Among the many continuing points of contention between the parties, Yantis ended up submitting to the City a delay claim for $556, 248 for work Yantis attributed to the Modification on the South Tributary Project. Pursuant to the Letter Agreement's indemnity provision, the City submitted the claim to Carowest, and on May 13, 2010, the City directed Carowest "to negotiate with Yantis and work out a payment, if any, for delay damages and obtain a release for the benefit of the City." However, in October 2009, unbeknownst to Carowest, the City and Yantis had executed a change order containing language that Carowest says had already released all of Yantis's claims against the City for the Carowest portion of the South Tributary Project. In addition, on May 31, 2010, Yantis applied to the City for a progress payment for Yantis's work on the South Tributary Project. As a condition of receiving that payment, Yantis executed a "Partial Waiver and Release of Lien," which stated, "Yantis hereby acknowledges complete satisfaction of, and waives and releases, any and all claims of every kind against [the City], the [South Tributary] Project and the property." Despite these releases, Yantis resubmitted its delay claim to the City in July 2010, this time seeking $276, 270.80 in damages related to the Carowest portion of the South Tributary Project. In October 2010, the City sent a letter to Yantis containing the City's "written response to Yantis' delay claim against the City." The letter stated that "based on the execution of [the October 2009 change order], Yantis has waived 'any and all costs associated with or resulting from the change(s) ordered herein, including all impact, delays, and acceleration costs'." (Emphasis and punctuation in original.) Because Yantis did not abandon its delay claim and the City did not rescind its request that Carowest handle Yantis's delay claim, Carowest sued Yantis and the City in November 2010. During the course of the ongoing lawsuit, Carowest asserted multiple causes of action, including three sets of declaratory claims. The City asserted counterclaims, including a breach-of-contract claim seeking monetary damages for alleged breach of the Letter Agreement by Carowest. The City filed a plea to the jurisdiction, asserting that Carowest's claims were barred by sovereign immunity. The trial court denied that plea and the City appealed. This Court resolved that interlocutory appeal in 2014 in Carowest I, which is further discussed below. In 2015, the parties agreed to sever two of Carowest's three sets of declaratory judgment claims, which related to the North Tributary Project, into a separate suit. The suit on the North Tributary Project declaratory claims eventually formed the basis for Carowest II. The remaining set of declaratory judgment claims related to the validity of Yantis's delay claim and the parties' corresponding obligations under the Letter Agreement pertaining to the South Tributary Project. The district court granted summary judgment in favor of Carowest on the declaratory claims related to the South Tributary Project in 2016, specifically ordering that:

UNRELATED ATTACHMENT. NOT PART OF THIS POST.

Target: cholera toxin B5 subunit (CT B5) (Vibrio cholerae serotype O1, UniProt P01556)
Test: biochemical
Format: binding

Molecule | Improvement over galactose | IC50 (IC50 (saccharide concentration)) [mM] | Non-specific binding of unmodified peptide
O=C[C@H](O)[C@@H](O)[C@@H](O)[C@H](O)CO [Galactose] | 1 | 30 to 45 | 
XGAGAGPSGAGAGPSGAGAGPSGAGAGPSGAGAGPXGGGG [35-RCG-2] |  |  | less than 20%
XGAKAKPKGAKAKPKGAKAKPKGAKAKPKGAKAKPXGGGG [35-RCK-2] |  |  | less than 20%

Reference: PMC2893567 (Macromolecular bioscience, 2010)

a. The October 21, 2009 Change Order fully and finally released and waived the Yantis Delay Claim.
b. The May 31, 2010 Waiver fully and finally released and waived the Yantis Delay Claim.
c. Under the July 27, 2009 Letter Agreement, the City has no right to indemnification from Carowest for the Yantis Delay Claim.

         Carowest sought the first two of these declarations solely against Yantis and the third solely against the City. The district court expressly declined to dispose of any other claims by Carowest, including the claim for attorney's fees under section 37.009 of the Civil Practice and Remedies Code. In January 2017, Carowest filed an opposed motion to sever the South Tributary Project declaratory claims into a separate cause. Carowest argued that severance was appropriate because the South Tributary Project declaratory claims "are not interwoven with the other counts because they were purely legal issues decided by summary judgment on an undisputed record." Carowest further urged that severance would "allow the summary judgment, once the issue of fees is resolved, to become final while the remaining claims proceed."[1] The district court granted Carowest's motion in March 2017. Three months after the claims were severed, this Court issued its opinion in Carowest II, holding that sovereign immunity barred the North Tributary Project declaratory claims. Believing that Carowest II's ...